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Mayors seeing red over county cameras
County plan angers Southland officials

Thursday, June 10, 2010

by Becky Schlikerman

An outcry from officials Wednesday has sent Cook County commissioners scrambling to smooth over their move to install red light cameras throughout the county without the local municipalities' knowledge.

The red light saga began last week when county commissioners approved a contract with two firms to install, maintain and operate the cameras that catch traffic violators at 20 intersections on county-maintained roads - with a majority located within a municipality's boundaries.

"They've crossed over jurisdictional boundaries," said Palos Hills Mayor Gerald Bennett, whose town is in line to get one of the cameras. "This is an uninvited intrusion."

If the county wants to ticket drivers in Palos Hills, the Cook County s heriff's police should do some of the dirty work, Bennett said.

"If there's an accident, maybe we'll ask them to take care of it," he said.

The Cook County B oard's approval of the contract last week supported a 2007 ordinance to establish a program for red light cameras on county roads.

That ordinance included a list of 30 potential intersections throughout the county - eight in the Southland - to receive the cameras for a pilot program, but the county never discussed the plan with the municipalities.

"I haven't heard anything from the county about putting cameras in my town," Matteson Mayor Andre Ashmore said. Matteson already has red light cameras.

In Tinley Park, where there are also red light cameras at some busy intersections, the sentiment was echoed.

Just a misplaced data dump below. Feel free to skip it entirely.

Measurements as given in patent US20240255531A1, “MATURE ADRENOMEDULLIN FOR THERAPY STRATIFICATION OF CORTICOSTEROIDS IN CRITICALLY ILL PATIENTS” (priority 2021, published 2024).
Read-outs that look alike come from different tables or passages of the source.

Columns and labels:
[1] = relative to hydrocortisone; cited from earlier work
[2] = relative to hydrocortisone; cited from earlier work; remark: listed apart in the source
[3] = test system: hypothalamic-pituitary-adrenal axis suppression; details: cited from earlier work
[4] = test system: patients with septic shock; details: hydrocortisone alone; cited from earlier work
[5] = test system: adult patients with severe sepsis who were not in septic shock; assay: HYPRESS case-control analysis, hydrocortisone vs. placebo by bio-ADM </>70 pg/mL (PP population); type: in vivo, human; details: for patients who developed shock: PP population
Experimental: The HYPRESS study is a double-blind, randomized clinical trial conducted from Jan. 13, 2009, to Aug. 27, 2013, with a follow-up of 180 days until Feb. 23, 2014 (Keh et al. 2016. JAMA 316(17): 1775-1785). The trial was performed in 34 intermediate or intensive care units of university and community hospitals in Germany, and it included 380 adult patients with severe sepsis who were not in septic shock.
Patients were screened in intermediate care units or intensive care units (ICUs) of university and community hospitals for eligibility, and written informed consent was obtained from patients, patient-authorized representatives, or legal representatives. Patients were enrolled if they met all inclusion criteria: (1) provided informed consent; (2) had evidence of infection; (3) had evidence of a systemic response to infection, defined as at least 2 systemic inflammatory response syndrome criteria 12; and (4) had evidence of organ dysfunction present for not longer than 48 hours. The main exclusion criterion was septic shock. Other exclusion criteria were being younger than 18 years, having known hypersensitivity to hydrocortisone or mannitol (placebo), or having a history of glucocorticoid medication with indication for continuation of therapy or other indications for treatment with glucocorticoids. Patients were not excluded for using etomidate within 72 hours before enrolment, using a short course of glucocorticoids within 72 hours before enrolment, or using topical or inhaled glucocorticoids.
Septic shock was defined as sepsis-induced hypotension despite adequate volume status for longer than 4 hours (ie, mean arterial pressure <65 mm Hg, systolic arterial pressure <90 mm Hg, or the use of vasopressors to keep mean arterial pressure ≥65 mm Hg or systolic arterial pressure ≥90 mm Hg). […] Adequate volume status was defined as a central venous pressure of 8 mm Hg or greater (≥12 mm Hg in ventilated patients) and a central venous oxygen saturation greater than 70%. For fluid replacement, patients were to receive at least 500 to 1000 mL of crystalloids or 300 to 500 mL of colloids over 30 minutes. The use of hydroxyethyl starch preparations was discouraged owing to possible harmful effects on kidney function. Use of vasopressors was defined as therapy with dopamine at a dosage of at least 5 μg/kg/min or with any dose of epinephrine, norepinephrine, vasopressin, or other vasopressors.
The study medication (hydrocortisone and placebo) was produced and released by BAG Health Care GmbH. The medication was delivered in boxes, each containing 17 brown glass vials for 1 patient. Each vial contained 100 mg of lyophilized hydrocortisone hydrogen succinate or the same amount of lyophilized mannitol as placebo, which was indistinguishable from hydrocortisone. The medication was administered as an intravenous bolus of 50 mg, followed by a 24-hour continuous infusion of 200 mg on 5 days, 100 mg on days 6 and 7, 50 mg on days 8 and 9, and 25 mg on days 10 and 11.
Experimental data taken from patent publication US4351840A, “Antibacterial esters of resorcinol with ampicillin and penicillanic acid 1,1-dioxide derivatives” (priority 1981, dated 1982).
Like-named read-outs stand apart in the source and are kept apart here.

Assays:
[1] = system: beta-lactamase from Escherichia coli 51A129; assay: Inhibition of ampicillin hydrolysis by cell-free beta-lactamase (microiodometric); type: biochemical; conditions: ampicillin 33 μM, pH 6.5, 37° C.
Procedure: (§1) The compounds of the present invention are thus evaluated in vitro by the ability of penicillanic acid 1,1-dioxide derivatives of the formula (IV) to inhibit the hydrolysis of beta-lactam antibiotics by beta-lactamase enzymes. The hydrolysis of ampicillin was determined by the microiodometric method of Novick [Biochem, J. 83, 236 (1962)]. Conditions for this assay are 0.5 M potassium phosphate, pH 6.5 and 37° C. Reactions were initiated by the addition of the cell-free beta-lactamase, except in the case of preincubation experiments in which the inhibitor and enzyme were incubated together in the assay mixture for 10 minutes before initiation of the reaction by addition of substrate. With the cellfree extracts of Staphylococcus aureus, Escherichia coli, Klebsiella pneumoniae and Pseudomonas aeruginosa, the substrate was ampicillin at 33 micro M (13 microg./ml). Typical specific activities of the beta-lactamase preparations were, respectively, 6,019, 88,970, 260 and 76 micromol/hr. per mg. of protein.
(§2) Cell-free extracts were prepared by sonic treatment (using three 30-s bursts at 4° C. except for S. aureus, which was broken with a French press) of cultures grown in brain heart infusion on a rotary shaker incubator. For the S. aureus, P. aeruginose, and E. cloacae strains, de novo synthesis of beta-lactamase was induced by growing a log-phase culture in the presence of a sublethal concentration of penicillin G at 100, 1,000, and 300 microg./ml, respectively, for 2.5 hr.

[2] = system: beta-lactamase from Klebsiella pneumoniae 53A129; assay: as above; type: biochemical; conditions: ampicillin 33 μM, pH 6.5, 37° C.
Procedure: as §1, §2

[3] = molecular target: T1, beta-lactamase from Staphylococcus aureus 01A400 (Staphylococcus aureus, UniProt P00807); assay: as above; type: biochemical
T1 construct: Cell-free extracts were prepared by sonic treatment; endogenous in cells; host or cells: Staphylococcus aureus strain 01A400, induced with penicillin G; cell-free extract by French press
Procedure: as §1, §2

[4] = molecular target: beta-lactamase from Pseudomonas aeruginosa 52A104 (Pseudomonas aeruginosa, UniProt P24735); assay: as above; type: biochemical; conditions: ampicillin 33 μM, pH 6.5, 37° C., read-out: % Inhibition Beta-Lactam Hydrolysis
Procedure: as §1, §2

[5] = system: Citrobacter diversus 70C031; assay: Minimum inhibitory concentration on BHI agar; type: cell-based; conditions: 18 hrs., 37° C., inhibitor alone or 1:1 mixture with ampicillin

"We should have had some discussion with the county to see if it was justified and if Tinley Park needed that camera," Police Chief Michael O'Connell said.

That list, to boot, was rife with errors, misidentifying the location of several intersections. The most glaring of which put Lake-Cook and McHenry roads in Hickory Hills when it is actually about 40 miles north in Buffalo Grove.

"Cook County regrets any inaccurate listing of villages and will move to correct same," said Chris Geovanis, spokeswoman for county board President Todd Stroger, in an e-mail .

Meanwhile, Geovanis said the county isn't stepping on the municipalities' toes.

"We are not required by State (sic ) law to seek formal municipal buy-in at intersections under Cook County jurisdictional control," she said in the e-mail.

Despite that sentiment, the backlash Wednesday prompted county officials to spring into action.

Commissioner Larry Suffredin (D-Evanston) co-sponsored an amendment to the 2007 ordinance to allow municipalities that are not interested in being a part of the program to opt out.

That amendment is set to go before the county board Tuesday.

Commissioner Elizabeth Doody Gorman (R-Orland Park) sent a letter to the state's attorney's officeseeking an opinion on whether the county has the right to install cameras within a town's borders.

SOUTHLAND INTERSECTIONS ON THE COOK COUNTY RED LIGHT CAMERAS LIST

- 87th Street and Roberts Road, Hickory Hills and Justice

-Vollmer Road and Central Road, Matteson

-103rd Street and Roberts Road, Palos Hills

-Greenwood Road and 154th Street, South Holland and Dolton

-167th Street and Kedzie Avenue, Hazel Crest and Markham

-Sauk Trail and Orchard Drive, Park Forest

-143rd Street and Ridgeland Avenue, Bremen Township

-171st Street and 80th Avenue, Tinley Park



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